At a very high level [I am going to grossly oversimplify here] it's ownership in the company to a degree versus a portion of profits. If I have 50% profit rights but 0% equity and the sells tomorrow for a million dollars I am entitled to nothing. On the other hand if it makes a million in sales after costs I get half. The exact terms as well as your jurisdiction have a huge impact on this of course; there are many ways to hybrid so you have some equity, some profit, etc.
When you're making money off of NET sales it's important to mitigate external decisions in your process. What I mean is you need to control what is considered profits. If he's paying you after taxes, bonuses and salaries you will, not only see dramatically smaller figures, but it's easy to cut you out by simply hiring more people in or increasing his own salary. On the other hand you may take a much lower percent to be paid after the specific variable costs [product, fulfillment, marketing, support].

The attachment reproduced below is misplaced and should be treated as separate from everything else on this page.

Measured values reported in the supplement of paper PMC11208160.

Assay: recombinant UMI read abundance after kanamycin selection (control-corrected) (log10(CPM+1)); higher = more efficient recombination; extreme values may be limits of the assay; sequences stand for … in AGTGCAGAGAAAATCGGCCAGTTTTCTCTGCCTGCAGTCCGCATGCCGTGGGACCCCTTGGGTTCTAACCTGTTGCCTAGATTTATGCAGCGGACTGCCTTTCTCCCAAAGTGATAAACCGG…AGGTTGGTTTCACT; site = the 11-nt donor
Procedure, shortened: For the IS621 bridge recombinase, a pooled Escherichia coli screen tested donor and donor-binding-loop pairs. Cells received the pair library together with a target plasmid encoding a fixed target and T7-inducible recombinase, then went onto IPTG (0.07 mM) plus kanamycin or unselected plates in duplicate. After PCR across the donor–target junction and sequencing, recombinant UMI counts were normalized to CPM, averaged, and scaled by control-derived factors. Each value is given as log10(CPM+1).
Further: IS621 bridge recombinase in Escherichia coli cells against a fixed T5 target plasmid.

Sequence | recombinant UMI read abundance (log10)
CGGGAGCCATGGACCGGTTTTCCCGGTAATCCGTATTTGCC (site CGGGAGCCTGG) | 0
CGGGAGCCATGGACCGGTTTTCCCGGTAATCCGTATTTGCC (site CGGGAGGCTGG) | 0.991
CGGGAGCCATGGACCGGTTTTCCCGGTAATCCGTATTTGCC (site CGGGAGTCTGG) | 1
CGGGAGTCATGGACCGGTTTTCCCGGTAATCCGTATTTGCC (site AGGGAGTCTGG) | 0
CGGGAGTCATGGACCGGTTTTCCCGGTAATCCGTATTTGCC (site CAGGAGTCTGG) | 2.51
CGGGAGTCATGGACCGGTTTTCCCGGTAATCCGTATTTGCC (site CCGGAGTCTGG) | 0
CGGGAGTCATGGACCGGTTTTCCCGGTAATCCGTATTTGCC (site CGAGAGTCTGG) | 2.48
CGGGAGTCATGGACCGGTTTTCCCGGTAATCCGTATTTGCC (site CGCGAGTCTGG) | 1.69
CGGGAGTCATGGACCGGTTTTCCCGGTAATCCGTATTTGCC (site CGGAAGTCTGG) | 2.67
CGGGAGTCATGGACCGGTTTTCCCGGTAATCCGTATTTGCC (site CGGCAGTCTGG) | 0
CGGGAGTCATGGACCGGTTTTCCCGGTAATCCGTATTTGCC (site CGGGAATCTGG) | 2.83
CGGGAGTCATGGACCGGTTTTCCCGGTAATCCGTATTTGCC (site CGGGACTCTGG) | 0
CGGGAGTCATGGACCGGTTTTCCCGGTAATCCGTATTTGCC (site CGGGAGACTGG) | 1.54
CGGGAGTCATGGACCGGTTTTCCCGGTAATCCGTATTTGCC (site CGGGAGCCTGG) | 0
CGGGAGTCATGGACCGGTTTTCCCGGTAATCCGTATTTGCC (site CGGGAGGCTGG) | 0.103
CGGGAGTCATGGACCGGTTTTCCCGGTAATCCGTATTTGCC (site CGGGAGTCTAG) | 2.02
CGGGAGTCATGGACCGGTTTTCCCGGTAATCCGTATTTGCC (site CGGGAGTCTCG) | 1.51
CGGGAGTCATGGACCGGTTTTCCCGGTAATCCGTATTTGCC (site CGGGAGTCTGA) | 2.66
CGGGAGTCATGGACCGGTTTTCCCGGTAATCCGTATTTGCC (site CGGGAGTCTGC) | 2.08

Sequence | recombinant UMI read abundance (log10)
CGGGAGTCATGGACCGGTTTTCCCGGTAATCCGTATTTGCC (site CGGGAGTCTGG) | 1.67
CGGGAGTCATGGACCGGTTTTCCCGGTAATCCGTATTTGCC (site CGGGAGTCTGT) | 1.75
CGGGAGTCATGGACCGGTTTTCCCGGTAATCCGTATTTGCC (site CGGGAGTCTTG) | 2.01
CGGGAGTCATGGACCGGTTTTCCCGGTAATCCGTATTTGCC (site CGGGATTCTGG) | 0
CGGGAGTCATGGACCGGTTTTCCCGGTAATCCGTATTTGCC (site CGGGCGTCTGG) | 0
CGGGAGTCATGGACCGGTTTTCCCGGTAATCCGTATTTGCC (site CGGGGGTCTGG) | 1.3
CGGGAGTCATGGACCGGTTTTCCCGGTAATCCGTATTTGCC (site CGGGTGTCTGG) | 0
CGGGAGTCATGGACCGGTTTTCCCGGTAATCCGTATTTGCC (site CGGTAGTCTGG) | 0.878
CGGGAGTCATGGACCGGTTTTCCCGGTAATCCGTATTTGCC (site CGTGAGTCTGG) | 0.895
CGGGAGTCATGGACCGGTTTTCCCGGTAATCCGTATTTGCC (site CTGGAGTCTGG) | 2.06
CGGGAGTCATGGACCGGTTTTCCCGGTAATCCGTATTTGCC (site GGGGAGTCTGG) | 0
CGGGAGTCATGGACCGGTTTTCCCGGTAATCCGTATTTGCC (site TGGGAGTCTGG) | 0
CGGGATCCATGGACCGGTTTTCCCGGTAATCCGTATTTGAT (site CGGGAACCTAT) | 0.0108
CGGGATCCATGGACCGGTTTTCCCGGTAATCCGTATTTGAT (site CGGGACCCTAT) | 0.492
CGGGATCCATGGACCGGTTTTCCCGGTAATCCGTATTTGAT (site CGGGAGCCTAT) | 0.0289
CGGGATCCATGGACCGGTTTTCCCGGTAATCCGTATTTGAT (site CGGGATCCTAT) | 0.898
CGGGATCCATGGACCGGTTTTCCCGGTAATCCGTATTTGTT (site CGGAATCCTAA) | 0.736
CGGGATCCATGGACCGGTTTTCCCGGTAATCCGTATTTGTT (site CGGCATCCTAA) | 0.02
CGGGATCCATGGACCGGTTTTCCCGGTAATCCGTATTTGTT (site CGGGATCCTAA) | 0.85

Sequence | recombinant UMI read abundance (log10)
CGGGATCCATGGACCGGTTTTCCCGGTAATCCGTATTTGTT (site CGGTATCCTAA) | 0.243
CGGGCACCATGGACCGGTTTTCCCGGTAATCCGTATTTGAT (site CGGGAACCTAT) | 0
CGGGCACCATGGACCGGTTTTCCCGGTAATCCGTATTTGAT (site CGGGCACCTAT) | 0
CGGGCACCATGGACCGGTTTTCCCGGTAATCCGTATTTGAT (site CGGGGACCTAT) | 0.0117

Generally I like to structure deals a little higher in the chain to areas that seem reasonable. If you get too far down it stops being profit sharing and really should become more of equity ownership as you are taking a risk with every investment, new hire or dollar spent.
INAL and really suggest that as you structure a deal with someone who may have one sitting by that you at least consult one of your own. You can do the whole deal up until the signing the docs... but at some point you want more than forum opinion